Casanova, José. 1994. Public Religions in the Modern World. Chicago: University of Chicago Press. [ICS Library Reserve Shelf: BL 60 .C375 1994]

Gutmann, Amy, ed. 1994. Multiculturalism: Examining the Politics of Recognition. Princeton, NJ: Princeton University Press. [ICS Library Reserve Shelf: E 184 .A1 M84 1994]

Gutting, Gary. 1999. Pragmatic Liberalism and the Critique of Modernity. Cambridge: Cambridge University Press. (Gutting here places Taylor’s philosophical contribution alongside that of Richard Rorty and Alisdair MacIntyre). [ICS Library Reserve Shelf: B 833 .G88 1999X]

Habermas, Jürgen. 2005. Faith and Knowledge. The Frankfurt School on Religion: Key Writings by the Major Thinkers. Ed. Eduardo Mendieta. New York: Routledge. [ICS Library Reserve Shelf: BL 60 .F68 2005]

Heft, James L., ed. 2005. Believing Scholars: Ten Catholic Intellectuals. New York: Fordham University Press. [ICS Library Reserve Shelf: BX 1751.3 .B45 2005]

     . 1999. A Catholic Modernity? Charles Taylor’s Mirianist Award Lecture, with Responses by William M. Shea, Rosemary Luling Haughton, George Marsden, and Jean Bethke Elshtain. Oxford: Oxford University Press. [ICS Library Reserve Shelf: BX 1751.2 .C3466 1999X]

Hervieu-Léger, Danièle. 2000. Religion as a Chain of Memory. Trans. Simon Lee. New Brunswick, NJ: Rutgers University Press. [ICS Library Reserve Shelf: BL 60 .H4613 2000 ; Robarts Library: BT90 .H4713 2000]

Kuipers, Ronald A. 2010. The New Atheism and the Spiritual Landscape of the West: Conversation with Charles Taylor. In 'God is Dead' and I Don't Feel So Good Myself: Theological Engagements with the New Atheism. Ed. Stephen Long. Eugene, OR: Cascade Books: 120-28. [ICS Library Reserve Shelf: BT 1212 .G64 2010]

Laitinen. Arto and Nicholas H. Smith, eds. 2002. Perspectives on the Philosophy of Charles Taylor. Helsinki: Societas Philosophica Fennica. [ICS Library Reserve Shelf: B 995 .T34 P37 2002]

Lilla, Mark. 2007. The Stillborn God: Religion, Politics, and the Modern West. New York: Knopf.  [ICS Library Reserve Shelf: BL 65 .P7 L55 2007X]  (See his New York Times Magazine summary article, “The Politics of God” (August 19, 2007), at:
http://select.nytimes.com/search/restricted/article?res=F00612FB3D590C7A8DDDA10894DF404482)

Martin, David. 2005. On Secularization: Towards a Revised General Theory. London: Ashgate. [ICS Library Reserve Shelf: ON ORDER ; KNOX College Library: BT83.7 .M33 2005]

Norris, Pippa and Ronald Inglehart. 2004. Sacred and Secular: Religion and Politics Worldwide. Cambridge: Cambridge University Press. [ICS Library Reserve Shelf: ON ORDER ; Robarts Library: BL65 .P7 N67 2004; UTL e-resource: http://go.utlib.ca/cat/8158055]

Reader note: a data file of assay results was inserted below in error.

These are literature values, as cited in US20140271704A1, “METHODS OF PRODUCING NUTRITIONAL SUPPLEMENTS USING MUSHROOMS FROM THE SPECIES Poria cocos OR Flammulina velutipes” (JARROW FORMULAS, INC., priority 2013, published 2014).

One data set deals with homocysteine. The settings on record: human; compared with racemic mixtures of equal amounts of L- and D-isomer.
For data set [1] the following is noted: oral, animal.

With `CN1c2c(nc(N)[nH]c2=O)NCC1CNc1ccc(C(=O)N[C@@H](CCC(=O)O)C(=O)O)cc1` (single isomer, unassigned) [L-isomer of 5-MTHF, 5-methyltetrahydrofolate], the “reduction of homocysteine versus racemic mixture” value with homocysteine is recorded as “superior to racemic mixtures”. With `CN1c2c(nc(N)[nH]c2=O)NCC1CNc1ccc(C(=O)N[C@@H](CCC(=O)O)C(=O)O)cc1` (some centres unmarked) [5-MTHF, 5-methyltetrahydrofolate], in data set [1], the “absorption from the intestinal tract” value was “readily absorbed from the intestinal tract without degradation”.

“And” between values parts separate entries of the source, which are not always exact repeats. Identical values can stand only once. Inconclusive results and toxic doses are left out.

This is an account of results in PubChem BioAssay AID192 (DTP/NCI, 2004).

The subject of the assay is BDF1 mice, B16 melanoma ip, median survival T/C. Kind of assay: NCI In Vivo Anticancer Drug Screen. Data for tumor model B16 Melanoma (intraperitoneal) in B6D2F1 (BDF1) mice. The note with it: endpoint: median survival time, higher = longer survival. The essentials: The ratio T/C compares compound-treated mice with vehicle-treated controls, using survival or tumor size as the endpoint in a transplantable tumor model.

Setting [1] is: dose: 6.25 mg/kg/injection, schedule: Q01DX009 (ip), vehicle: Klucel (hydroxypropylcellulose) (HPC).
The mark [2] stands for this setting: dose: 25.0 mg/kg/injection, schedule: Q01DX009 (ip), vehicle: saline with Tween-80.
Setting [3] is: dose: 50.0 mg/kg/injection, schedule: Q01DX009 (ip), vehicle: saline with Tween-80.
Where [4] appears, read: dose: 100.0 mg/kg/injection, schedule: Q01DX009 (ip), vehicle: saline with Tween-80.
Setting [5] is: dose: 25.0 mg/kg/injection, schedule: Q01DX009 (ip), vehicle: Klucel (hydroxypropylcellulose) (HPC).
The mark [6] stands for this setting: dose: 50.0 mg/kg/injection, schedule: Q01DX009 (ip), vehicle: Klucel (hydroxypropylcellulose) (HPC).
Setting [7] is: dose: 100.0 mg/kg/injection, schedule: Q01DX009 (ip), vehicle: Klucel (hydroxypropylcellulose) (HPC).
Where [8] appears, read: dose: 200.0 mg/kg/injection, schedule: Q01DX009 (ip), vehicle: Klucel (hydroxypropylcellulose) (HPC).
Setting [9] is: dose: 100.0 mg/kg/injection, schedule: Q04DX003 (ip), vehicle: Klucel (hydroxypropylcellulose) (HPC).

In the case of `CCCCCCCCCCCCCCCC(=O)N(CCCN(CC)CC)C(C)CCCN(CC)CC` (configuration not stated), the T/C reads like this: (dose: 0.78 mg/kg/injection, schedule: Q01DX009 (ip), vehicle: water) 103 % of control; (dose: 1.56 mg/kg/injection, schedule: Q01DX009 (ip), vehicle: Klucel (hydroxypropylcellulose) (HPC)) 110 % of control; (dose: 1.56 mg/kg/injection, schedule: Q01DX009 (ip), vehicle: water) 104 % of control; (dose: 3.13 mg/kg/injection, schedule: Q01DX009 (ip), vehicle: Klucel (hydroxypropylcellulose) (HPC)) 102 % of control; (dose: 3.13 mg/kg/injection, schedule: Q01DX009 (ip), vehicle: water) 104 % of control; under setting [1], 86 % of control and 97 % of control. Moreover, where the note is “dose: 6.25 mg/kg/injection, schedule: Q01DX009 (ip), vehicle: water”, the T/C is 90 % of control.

Smith, James K.A. 2014. How (not) to be Secular: Reading Charles Taylor. Grand Rapids: Eerdmans. [ICS Library Reserve Shelf: BR 100 .S533 2014]

Smith, Nicholas H. 2002. Charles Taylor: Meaning, Morals, and Modernity. Cambridge: Polity Press. [ICS Library Reserve Shelf: B 995 .T34 S65 2002]

Stark, Rodney and Roger Finke. 2000. Acts of Faith: Explaining the Human Side of Religion. Berkeley : University of California Press, c2000. [ICS Library Reserve Shelf: BL 60 .S675 2000  ; Robarts Library: BL60 .S675 2000X ; UTL e-resource: http://go.utlib.ca/cat/8837036]

Stepan, Alfred and Charles Taylor (eds.). 2014. Boundaries of Toleration. New York: Columbia University Press. [ICS Library Reserve Shelf: HM 1271 .B68 2014]

Taylor, Charles. 1983. Social Theory as Practice. Delhi: Oxford University Press. [Robarts Library: H61 .T34 1983]

     . 1985. Human Agency and Language: Philosophical Papers Volume 1. Cambridge: Cambridge University Press. [ICS Library Reserve Shelf: BD 450 .T265 1985]

     . 1985. Philosophy and the Human Sciences: Philosophical Papers Volume 2. Cambridge: Cambridge University Press. [ICS Library Reserve Shelf: B 63 .T39 1985 ; Robarts Library: B63 .T39 1985]

     . 1989. Sources of the Self: The Making of Modern Identity. Cambridge, MA: Harvard University Press. [ICS Library Reserve Shelf: BD 450 .T266 1989]

     . 1991. The Ethics of Authenticity. Cambridge, MA: Harvard University Press. [ICS Library Reserve Shelf: BF 637 S4 .T39 1992 : Robarts Library: BF637 .S4 T39 1992]

     . 1991. The Malaise of Modernity. Concord, ON: Anansi. [ICS Library Reserve Shelf: BD 450 .T2654 1991]

     . 1997. Philosophical Arguments. Cambridge, MA: Harvard University Press. [ICS Library Reserve Shelf: B995 .T3 P47 1995X]

     . 2002. Varieties of Religion Today: William James Revisited. Cambridge, MA: Harvard University Press. [ICS Library Reserve Shelf: BL 53 .J363 T39 2002X]

     . 2004. Modern Social Imaginaries. Durham, NC: Duke University Press. [ICS Library Reserve Shelf: H 61.15 .T39 2004X]

Tully, James, ed. 1994. Philosophy in an Age of Pluralism: The Philosophy of Charles Taylor in Question. Cambridge, UK: Cambridge University Press. [ICS Library Reserve Shelf: B 995 .T3 P48 1994]

Warner, Michael, Jonathan VanAntwerpen, Jonathan and Craig Calhoun. 2010. Varieties of Secularism in a Secular Age. Cambridge, MA: Harvard University Press. [ICS Library Reserve Shelf: BL 2747.8 .V37 2010]

Weber, Max. 1946. Science as Vocation. In From Max Weber: Essays in Sociology. Ed and Trans. H.H. Gerth and C. Wright Mills. New York: Oxford University Press. [1958 ed.: ICS Library Reserve Shelf: H 33 .W36]

     . 1958. The Protestant Ethic and the Spirit of Capitalism. Trans. Talcott Parsons. New York: Charles Scribner’s Sons. [ICS Library Reserve Shelf: BR 115 .E3 W413]

Wittgenstein, Ludwig. 1971. Remarks on Fraser’s Golden Bough. Ed. Rush Rhees. Nottinghamshire: Brynmill [ICS Library Reserve Shelf: ON ORDER ; Robarts Library (1979 ed.): BL310 .F73 W5713 1979]

Other Resources:

The “Immanent Frame” Blog of the Social Science Resource Centre [http://blogs.ssrc.org/tif/]

Students with diverse learning styles and needs are welcome in this course. In particular, if you have a disability/health consideration that may require accommodations, please feel free to approach me and/or Student Services as soon as possible.